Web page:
Earlier today, SCAD Atlanta Professor and Crogan Adventures creator Chris Schweizer announced the 2012-2013 academic year will be his final one teaching at Savannah College of Art and Design Atlanta. As the scholar/writer/artist noted at his own blog, “I love being a teacher, and I love being a cartoonist, and in many ways each helps me be better at the other. But I’ve come to find that I can do neither to the best of my ability without infringing on the time necessary to see the other done to the degree of quality I’d expect of myself.”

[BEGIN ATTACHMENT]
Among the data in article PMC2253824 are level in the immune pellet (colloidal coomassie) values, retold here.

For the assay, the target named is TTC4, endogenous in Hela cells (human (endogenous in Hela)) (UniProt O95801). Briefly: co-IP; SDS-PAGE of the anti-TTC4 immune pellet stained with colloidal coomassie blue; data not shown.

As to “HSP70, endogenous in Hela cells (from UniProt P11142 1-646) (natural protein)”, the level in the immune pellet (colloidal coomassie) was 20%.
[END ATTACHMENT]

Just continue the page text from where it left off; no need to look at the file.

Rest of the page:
The move is not just a decision to stop teaching: Schweizer has also agreed to form a new studio with Chad Thomas (Mega Man) and Jason Horn (Ninjasaur). In conjunction with announcing the decision, Schweizer fielded a few questions from me. As a fellow resident of Atlanta, I have to add, as pleased as I am to know Schweizer will have more time to devote to his craft, I am equally sad to know he will be leaving Atlanta to do it.
Tim O’Shea: Knowing how much you love teaching, how many times did you talk yourself into staying at SCAD?